The AACSB also noted in its report that research focused on business education in an international context is sorely lacking: only about 6 percent of articles published in the top 20 management journals from 2002-6 contain specifically cross-border content, the report says. What’s more, a single publication, the Journal of International Business Studies, contains more than a third of those articles.

But research is only one dimension of the partnerships. The network’s members – which in the United States also include the likes of schools at the Universities of California at Berkeley and Los Angeles, and Columbia, Duke and Ohio State Universities – also collaborate on case studies and student exchange. Member schools are located in Brazil, Kenya, Mexico, Nigeria, Pakistan, Britain and 15 other countries.

At Michigan and under GBSN leadership, Kennedy has worked with a handful of business schools in developing countries to enhance their faculty members’ capacity through case writing. A couple of years ago, Michigan ran a program with six African schools, some of which were network members as well. After GBSN had run workshops for the schools on how to write and teach cases, Michigan worked with the faculty authors of the top five cases to revise and extend them. "The challenge was that, in most cases, they simply told a story about an entrepreneur," Kennedy said. "There was no puzzle to be solved, or clear teaching point."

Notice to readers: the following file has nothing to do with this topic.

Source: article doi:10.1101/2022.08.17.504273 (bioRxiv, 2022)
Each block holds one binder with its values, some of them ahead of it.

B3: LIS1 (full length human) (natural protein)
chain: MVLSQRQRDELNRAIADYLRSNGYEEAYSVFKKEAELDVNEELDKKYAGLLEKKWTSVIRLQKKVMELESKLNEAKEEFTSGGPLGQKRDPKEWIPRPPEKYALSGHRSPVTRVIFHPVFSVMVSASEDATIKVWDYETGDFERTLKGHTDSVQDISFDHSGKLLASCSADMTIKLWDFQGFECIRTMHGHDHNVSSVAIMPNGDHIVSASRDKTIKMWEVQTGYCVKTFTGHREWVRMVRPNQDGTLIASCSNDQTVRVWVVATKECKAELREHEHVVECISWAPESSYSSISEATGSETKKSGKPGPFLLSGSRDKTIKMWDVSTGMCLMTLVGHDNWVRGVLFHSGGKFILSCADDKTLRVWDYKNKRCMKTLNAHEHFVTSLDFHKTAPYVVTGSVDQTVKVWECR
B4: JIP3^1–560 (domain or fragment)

Two cases were published. One examined women entrepreneurs in Rwanda, highlighting the banana wine business of one African woman grappling with different ways to grow her operation, such as increasing production, investing money in domestic marketing, or increasing exports in Africa. Students were asked to analyze the strengths, weaknesses, opportunities and threats of the business venture, then consider the trade-offs or limitations associated with each option.

Despite the success of these case studies in Africa, it's not easy to apply this method, which is used to a great extent in developed countries, to developing ones. "The case study method does not transfer directly to the developing world, as most schools tend to be undergrad-oriented, and the students have less real-world experience than M.B.A.'s, and are reluctant to disagree with their teachers and fellow students," Kennedy said. "That makes having a productive case discussion a challenge. But with careful nurturing, it can work."